False honeypot ants (also known as false honey ants) are found throughout the state of Ohio. False honey ants will often invade homes all year long, including the cool fall months and even the coldest parts of winter. They will make their nest outside and inside of your home and other structures. False honey ants are able to thrive in many different climates, including those intensely cold, and can remain active all year long. False honey ant invasions can be difficult to manage unless the nest is found and directly treated. Defense Pest Control Service will share more about false honey ants and why they are considered a threat. We will also share tips on how to prevent them from invading your home.
Identification of Prenolepis Imparis Ant
Usually, the false honey ants are a light golden color with a striped abdomen. However, some false honey ants can also be a dark brown and even almost black in color. The workers are 1/8 on an inch long and have tiny hairs that cover their abdomen, which make them look fuzzy. Both young males and females will develop wings and fly away from their nest to mate. This occurs during the spring and goes throughout the summer. Most females return home after mating. However, some females will leave the nest to begin her own. It is not uncommon to see a False Honey ant nest with multiple queens. One unique trait about false honey ants is that one type of worker ant acts as food storage for intense winters. These worker ants are called repletes. They will grip the ceiling of the nest and develop engorged abdomens that secretes a sweet honeydew produced as food.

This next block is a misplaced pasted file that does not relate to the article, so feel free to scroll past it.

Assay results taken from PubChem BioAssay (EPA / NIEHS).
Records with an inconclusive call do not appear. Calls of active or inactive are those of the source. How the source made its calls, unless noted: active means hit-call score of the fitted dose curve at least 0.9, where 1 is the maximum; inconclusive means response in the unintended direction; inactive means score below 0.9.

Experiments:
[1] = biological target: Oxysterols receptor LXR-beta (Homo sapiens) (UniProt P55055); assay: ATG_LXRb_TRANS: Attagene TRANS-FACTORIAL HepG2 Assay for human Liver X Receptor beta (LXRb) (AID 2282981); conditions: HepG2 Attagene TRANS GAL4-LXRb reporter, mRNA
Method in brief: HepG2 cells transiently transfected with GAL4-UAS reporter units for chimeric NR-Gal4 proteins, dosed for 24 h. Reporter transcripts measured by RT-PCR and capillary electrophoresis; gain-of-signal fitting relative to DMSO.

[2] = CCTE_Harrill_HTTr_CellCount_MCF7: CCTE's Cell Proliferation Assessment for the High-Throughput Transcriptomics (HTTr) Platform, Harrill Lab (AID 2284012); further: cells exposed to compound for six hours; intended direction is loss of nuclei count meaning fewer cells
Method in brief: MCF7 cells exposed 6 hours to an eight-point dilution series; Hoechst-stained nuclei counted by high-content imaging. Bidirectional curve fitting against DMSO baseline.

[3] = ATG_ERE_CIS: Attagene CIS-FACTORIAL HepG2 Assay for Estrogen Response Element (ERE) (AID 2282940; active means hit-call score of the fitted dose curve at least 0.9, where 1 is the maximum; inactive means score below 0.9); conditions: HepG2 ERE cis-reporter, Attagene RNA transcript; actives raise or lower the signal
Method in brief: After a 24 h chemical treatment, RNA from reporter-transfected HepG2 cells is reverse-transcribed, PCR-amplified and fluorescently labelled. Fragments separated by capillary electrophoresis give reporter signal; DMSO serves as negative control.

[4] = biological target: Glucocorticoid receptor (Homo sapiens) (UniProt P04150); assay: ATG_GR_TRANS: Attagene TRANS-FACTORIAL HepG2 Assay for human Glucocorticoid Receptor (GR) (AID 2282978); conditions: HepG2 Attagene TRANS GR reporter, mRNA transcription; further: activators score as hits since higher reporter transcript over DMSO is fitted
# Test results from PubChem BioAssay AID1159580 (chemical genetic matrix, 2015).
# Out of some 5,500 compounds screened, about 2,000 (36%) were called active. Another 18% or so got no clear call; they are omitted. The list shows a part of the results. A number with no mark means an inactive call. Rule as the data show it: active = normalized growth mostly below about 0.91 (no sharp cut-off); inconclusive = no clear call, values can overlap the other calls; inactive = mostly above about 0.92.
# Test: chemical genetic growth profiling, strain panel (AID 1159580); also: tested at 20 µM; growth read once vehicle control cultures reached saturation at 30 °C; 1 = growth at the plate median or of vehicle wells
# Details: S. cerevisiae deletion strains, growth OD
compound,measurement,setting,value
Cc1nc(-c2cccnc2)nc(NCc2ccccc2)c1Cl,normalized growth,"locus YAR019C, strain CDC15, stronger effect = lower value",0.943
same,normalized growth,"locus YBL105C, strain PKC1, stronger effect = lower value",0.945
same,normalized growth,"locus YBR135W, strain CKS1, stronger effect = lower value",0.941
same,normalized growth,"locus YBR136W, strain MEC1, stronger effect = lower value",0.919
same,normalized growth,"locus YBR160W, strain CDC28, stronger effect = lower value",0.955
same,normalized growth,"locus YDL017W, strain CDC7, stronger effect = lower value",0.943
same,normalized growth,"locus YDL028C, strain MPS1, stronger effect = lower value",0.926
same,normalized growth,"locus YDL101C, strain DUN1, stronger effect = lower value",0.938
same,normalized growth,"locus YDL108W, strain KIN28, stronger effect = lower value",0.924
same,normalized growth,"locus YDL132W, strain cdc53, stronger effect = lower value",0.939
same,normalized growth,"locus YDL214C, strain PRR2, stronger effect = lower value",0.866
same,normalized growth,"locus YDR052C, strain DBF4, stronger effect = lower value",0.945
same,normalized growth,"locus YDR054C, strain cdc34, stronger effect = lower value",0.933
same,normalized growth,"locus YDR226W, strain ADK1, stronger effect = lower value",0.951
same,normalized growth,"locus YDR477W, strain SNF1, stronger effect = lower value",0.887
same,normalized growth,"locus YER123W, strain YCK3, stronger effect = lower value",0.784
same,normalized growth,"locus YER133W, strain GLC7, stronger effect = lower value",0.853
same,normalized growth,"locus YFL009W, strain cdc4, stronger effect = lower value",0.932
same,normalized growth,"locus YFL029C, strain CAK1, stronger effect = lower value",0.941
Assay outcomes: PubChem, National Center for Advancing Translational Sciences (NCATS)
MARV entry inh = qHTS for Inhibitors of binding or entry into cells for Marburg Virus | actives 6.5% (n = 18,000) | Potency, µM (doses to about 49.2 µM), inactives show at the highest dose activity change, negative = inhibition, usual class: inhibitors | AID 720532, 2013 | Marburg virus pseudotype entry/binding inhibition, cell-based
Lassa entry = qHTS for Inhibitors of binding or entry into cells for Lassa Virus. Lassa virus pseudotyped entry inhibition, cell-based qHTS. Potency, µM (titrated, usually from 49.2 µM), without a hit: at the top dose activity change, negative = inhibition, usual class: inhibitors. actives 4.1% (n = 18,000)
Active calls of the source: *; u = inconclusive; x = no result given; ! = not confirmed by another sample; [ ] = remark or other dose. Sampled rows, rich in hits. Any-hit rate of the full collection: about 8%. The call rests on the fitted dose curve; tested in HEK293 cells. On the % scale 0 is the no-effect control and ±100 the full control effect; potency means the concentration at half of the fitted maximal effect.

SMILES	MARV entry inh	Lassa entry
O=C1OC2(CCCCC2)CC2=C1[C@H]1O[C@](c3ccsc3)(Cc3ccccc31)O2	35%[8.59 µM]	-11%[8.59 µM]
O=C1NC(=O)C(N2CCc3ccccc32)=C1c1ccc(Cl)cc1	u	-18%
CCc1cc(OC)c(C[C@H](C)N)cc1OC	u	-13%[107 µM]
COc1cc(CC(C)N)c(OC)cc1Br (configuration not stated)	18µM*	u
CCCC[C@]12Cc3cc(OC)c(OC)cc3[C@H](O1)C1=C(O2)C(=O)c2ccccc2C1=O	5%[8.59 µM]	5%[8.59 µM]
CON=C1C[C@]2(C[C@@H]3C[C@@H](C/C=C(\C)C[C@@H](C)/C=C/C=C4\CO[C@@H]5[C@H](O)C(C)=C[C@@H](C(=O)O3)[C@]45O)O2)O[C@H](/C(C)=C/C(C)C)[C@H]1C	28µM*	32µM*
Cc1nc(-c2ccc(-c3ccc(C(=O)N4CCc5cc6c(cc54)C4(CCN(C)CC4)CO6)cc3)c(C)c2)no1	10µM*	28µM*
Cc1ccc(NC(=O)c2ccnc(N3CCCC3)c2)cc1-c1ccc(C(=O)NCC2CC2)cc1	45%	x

Where Do “Winter” Ants Live & What is Their Diet?
During the spring and summer, false honey ants will forage for food. Their main focus is dew, which is sucked from other insects such as aphids. However, another smaller portion of their diet consists of eating other insects and plants. When they invade a home, they are most interested in sweets. False Honey ants can be found eating spilled soda, juices, and will eat candy and other sweets. Due to their tolerance to the cold, they are often called a winter ant as they will become more aggressive in their search for food. Many of the insects they harvest dew from will die or leave during the winter. Therefore, they must find alternate food source. They will often invade homes more intently during the winter for this reason.
False Honey Ant Prevention
When a home has a false honey ant invasion, often it requires a pest control technician to come and treat the home. There are many methods to pest control. One of the most effective methods when dealing with false honey ants is by injecting the small cracks and gaps long the outside of the home with a dust insecticide or a gas insecticide. Inside the home, the dust insecticide is often best. Treating the small cracks can seal off their foraging route. If the nest can be located, often the nest site is treated as well. Sweet bait may also be used and is placed in the path of the false honey ant paths. To prevent a false honey ant invasion, it is recommended to keep the inside of the home clean and free of crumbs or spills that may attract the ants. Additionally use airtight seal-able containers to store your pantry goods. Avoid leaving snacks or fruit out as that will attract the ants also.